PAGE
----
20 March 2009
PETALING JAYA: The world's biggest cement maker Lafarge SA is forecasting a contraction in demand for cement globally this year - the first in 25 years - due to the global financial crisis and economic slowdown.
Chairman and chief executive officer Bruno Lafont expects cement consumption worldwide to drop by up to 3% this year as the economic slowdown takes a toll on construction and infrastructure activities globally.
"However, to be conservative, we did not take much into account the economic stimulus packages that have been announced by various countries, not because they will not have an influence on cement demand as they all have an infrastructure component, but because we do not know when they will start to take effect.
"So there could be upsides depending on the effectiveness of the implementation of the stimulus packages. It should have a positive material impact on demand this year," he told StarBiz in an interview during his two-day visit to Malaysia to meet key stakeholders.
According to Lafont, the global demand for cement has been growing at an average 5% annually for the past 25 years until 2007, with strong growth in emerging markets and more limited growth in developed countries. He said global cement demand had started to shrink last year mainly due to the economic slowdown in developed countries such as the United States, Britain and Spain.
"Demand still grew to 2% last year boosted by good growth in most emerging markets," he added. Lafont also foresees a slowdown in cement demand in the country this year. "We are not extremely optimistic this year but the stimulus package will help," he said.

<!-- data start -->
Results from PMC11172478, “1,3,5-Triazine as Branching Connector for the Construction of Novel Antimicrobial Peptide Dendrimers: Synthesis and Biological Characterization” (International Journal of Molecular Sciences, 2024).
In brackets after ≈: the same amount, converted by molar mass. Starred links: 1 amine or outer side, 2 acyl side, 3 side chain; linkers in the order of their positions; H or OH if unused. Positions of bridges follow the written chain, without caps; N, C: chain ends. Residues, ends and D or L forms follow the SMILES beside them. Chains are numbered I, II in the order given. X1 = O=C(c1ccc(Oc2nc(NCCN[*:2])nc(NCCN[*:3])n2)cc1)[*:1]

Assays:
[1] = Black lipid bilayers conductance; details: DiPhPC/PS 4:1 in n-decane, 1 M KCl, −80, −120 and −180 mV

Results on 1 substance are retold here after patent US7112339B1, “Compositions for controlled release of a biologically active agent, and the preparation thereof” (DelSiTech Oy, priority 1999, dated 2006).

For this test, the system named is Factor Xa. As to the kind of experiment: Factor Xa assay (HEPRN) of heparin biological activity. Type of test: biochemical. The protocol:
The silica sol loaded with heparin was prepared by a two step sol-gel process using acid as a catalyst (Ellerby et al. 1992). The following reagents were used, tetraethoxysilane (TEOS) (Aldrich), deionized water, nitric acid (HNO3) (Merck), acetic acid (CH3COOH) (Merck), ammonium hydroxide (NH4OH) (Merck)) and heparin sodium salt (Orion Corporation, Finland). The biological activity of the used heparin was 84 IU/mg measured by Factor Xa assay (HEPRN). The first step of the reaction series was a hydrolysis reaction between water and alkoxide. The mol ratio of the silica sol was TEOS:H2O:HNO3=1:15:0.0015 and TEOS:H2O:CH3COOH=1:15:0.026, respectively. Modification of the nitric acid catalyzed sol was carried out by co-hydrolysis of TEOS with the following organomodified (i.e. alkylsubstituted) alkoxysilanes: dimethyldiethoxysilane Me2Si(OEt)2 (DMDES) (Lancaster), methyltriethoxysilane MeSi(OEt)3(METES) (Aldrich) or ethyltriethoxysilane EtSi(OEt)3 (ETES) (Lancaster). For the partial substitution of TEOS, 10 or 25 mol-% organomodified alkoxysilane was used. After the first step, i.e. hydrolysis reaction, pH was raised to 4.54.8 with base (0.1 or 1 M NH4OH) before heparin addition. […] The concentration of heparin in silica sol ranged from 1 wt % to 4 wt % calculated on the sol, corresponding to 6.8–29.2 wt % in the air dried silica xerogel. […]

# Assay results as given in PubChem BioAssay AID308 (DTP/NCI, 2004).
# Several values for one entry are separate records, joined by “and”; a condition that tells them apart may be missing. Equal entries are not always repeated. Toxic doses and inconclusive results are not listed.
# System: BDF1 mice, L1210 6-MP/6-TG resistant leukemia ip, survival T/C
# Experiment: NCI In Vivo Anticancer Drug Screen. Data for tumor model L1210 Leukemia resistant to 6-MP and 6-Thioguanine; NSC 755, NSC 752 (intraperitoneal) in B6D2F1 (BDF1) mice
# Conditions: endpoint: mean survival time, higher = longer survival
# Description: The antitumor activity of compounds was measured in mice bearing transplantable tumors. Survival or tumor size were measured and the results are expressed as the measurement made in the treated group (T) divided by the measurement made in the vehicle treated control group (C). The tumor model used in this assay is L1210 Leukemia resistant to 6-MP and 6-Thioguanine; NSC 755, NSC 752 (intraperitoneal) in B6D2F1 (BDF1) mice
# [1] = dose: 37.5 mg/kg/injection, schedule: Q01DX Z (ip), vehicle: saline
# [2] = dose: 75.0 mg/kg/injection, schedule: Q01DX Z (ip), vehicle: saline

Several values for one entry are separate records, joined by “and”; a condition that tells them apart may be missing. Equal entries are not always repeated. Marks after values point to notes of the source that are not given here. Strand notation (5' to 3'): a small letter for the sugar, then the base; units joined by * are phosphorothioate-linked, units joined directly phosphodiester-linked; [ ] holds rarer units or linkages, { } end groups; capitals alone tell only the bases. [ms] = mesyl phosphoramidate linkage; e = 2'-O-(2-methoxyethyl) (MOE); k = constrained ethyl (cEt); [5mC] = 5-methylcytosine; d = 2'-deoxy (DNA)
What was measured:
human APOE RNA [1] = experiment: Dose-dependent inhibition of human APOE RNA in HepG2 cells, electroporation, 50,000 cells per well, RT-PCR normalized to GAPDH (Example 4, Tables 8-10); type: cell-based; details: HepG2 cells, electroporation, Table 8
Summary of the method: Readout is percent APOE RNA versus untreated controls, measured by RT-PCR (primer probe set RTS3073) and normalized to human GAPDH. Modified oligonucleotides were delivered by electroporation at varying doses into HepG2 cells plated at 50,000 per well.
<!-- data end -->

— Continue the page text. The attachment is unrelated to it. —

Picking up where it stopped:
The country's cement demand grew 7% to about 17 million tonnes last year versus 2007.
Lafarge's Malaysian operations, Lafarge Malayan Cement Bhd, is one of the group's largest business units globally and is the second largest in Asia, after China in terms of production.
Lafarge Malayan Cement has a production capacity of 12.95 million tonnes of cement annually.
To Lafont, Malaysia remains one of the 20 more important countries for the Lafarge group in terms of production capacity, profits, number of employees and so forth. Its other 19 important countries include France, Canada, Britain, Spain, US, India, China, Egypt, Algeria, South Korea and Nigeria.
Lafont aims to turn the Malaysian operations into the best business unit of the group and best competitor in the Asian region.
"To be the best competitor means having the lowest cost, highest quality and most innovative products among others and this is what we are working towards," he said.
The Lafarge group, which has a presence in some 80 countries, recorded a 2.2% growth in operating profit to 3.36 billion euros for the year ended Dec 31, 2008 versus 2007 while revenue improved by 8% to 19.03 billion euros.